I’m in Milwaukee this morning for the Wisconsin Healthcare Public Relations and Marketing Society (WHPRMS) annual meeting. It’s exciting to be here presenting to a group to which I spoke three years ago, just when I had begun blogging.
When I was with the group at Green Lake in 2006, I wrote a few posts you can find here.
You also can follow the tweets from #WHPRMS and contribute to the discussion.
Here are my slides:
In the past couple of years I’ve given presentations on “new media” or social media to several marketing-oriented health care organizations.
At Monday’s meeting with FSHPRM (Florida Society for Healthcare Public Relations &Marketing), I began to notice a pattern. Some other similar organizations to which I’ve presented:
- MHSCN (Minnesota Healthcare Strategy and Communication Network)
- WHPRMS (Wisconsin Healthcare Public Relations and Marketing Society)
- FHS/FCBMS (Forum for Healthcare Strategists 12th annual Forum on Customer Based Marketing Strategies)
- SHSMD (Society for Healthcare Strategy and Market Development) – that one was in my pre-blog days, and was just a presentation on media relations.
I was struck by the complete absence of vowels in any of these acronyms, and the resulting difficulty in pronunciation.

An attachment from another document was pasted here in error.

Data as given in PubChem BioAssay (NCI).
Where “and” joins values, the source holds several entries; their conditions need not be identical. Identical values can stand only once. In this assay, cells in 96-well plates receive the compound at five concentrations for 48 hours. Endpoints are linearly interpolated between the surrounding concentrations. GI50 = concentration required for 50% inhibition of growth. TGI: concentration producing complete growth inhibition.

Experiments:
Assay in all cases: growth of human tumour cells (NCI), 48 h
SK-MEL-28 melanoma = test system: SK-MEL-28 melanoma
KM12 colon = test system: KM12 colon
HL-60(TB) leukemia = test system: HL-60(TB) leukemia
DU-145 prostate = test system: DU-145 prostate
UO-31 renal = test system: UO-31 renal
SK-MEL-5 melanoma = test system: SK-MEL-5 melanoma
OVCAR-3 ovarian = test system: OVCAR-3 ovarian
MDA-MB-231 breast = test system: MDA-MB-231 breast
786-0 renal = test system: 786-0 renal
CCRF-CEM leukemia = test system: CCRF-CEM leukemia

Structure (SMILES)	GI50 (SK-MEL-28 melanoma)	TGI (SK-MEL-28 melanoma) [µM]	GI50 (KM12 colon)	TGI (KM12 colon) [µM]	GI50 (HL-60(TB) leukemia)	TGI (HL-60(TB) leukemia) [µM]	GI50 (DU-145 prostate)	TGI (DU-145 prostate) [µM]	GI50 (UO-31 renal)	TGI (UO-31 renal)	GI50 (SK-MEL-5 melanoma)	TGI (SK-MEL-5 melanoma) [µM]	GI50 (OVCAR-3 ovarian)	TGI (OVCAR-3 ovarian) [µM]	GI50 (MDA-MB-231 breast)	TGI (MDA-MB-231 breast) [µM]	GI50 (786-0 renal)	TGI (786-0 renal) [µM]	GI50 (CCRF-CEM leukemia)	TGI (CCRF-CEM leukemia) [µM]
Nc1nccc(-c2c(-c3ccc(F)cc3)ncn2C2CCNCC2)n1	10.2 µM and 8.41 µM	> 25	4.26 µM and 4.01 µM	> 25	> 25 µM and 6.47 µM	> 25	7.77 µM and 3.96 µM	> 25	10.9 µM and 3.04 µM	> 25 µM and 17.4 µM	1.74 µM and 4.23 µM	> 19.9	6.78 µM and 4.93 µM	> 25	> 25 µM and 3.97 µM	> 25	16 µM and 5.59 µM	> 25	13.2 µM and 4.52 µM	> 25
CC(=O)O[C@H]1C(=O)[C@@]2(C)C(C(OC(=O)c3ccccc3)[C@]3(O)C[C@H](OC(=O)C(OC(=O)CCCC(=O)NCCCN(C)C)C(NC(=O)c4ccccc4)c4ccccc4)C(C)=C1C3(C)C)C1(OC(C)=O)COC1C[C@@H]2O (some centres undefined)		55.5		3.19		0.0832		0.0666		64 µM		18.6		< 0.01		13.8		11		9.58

First Rule of Word of Mouth: To have word of mouth about your organization, people need to be able to pronounce its name.
Possible reasons for the completely consonant acronyms:
- They were created by committee. PR needed to be included in the name. So did Marketing. With a letter to represent the state name, you have four consonants, including a P and an R that need to be together, and everyone gave up on the possibility of pronouncability.
- They want to keep the organization secret. Maybe they don’t think marketing, public relations and health care go together — or are concerned that other people might have that opinion. So by choosing a vowel-less acronym they are sabotaging word of mouth about their organization, to keep a lower profile.
What do you think? Is it #1 or #2, or is there some other explanation? And do you know of any health care PR/marketing associations for which the acronym contains a vowel and is able to be pronounced?
(Organizations from Alabama, Alaska, Arizona, Arkansas, Idaho, Indiana, Illinois, Iowa, Ohio, Oklahoma, Oregon and Utah don’t count, since their state names begin with a vowel. But it would be interesting to know whether they still managed to avoid a catchy acronym.)